http://www.americanheart.org/presenter.jhtml?identifier=532
http://www.hsph.harvard.edu/nutritionsource/fats.html
http://en.wikipedia.org/wiki/Whole_grain

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Filed under The Food Police says...

Their favorite Cake – Chocolate and Date Loaf

As I put together the ingredients, earlier today, for the cake that I took as dessert to the home of friends that we ate with this evening, I realized that this is the third time this month that I am baking the same cake. I made it for Indira’s birthday when we invited all our family friends to a picnic, and it is the one that I sent to school too, for her class.

But this is the cake that she and Noor love best, of all the various recipes I have tried over the years.

This recipe makes a large-ish cake (12- 16 quite big pieces) so tonight it was very gratifying to see it go quite quickly though we were only 5 adults, Indira, Noor, and our hosts’ 14 year old son 🙂

Chocolate and Date Loaf:

2 eggs

3/4 cup melted butter ( I use a cup that is a 200 ml measure)

1 cup sugar

2 cups of wheat (whole or refined) flour

1/2 cup of cocoa

1/2 cup of semi-sweet chocolate chips

1/2 tsp of salt

1/2 tsp of baking soda

1 cup of soft dates,finely chopped

1 cup of boiling water

1 tsp of baking soda

1 and a 1/2 tsp of vanilla essence

Combine the last 4 ingredients in a bowl and set aside to cool.

Best the first three ingredients in a large mixing bowl.

Mix the remaining ingredients in another bowl.

Add the date mixture after it has cooled down to the eggs,butter and sugar mixture. Now stir in the rest of the ingredients, and pour in to a cake tin (if it is not the non-stick variety then of course the tin will need a light coat of melted butter and then a sprinkling of flour over that).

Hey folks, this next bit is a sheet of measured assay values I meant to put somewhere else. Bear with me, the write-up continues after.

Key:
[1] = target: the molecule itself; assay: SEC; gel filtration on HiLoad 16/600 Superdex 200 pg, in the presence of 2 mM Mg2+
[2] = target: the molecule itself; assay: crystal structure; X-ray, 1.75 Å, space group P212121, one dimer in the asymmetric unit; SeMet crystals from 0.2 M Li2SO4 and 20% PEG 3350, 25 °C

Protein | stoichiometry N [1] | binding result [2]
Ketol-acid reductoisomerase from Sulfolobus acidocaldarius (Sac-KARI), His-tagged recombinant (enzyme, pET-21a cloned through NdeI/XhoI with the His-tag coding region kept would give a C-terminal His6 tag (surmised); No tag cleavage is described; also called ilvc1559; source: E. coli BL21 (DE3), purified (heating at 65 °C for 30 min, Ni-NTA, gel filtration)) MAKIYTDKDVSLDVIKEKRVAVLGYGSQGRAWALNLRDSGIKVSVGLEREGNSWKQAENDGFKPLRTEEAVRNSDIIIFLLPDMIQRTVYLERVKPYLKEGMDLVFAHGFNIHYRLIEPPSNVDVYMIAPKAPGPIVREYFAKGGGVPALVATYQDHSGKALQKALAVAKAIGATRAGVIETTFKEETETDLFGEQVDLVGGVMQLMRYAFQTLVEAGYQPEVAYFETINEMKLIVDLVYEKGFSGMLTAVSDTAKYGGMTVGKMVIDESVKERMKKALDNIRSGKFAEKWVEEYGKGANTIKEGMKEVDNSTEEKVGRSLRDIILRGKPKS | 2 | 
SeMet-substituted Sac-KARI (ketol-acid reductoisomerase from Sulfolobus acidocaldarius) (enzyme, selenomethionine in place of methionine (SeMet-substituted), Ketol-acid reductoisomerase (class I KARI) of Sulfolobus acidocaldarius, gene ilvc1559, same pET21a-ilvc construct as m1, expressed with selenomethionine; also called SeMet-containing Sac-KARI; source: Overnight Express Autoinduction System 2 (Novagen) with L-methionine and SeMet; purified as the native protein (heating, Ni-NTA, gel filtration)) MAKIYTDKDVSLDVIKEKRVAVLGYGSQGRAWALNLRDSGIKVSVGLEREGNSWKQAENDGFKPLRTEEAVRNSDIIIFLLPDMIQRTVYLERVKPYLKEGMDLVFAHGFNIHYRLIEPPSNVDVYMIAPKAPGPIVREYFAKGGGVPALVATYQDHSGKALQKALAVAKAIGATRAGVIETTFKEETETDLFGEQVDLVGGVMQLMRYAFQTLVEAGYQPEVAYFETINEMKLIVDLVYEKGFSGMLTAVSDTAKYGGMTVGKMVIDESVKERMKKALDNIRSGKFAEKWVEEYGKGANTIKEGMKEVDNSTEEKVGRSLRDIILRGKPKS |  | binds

Bake at 180 degrees C for 50-60 minutes till a knitting needle/table knife comes out clean.

This cake goes really well with some creme anglaise or vanilla ice cream served on the side . It makes quite a fancy dessert at parties 🙂

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Filed under Cakes and Muffins, Desserts, Picnic Food, Starters and Snacks

Rainy days are here again-Tomato Soup with coconut milk

Today has been one of those lazy days, when I have not wanted to do much of anything.

I was up until quite late last night, working, and managed to finish something that I had set for myself as a target for yesterday. That sort of makes me feel I can take things easier today.

So lunch for Shri and Noor today was just a sandwich (Actually, quite a yummy kind – built up with salad leaves, layered over with slices of tomato and mozzarella cheese, and a slathering of pesto on top, all packed in to a baguette or some nice olive bread that has been sliced through and has had some olive oil sprinkled over the insides), instead of the more effort/time intensive upma or poha that Noor would have liked.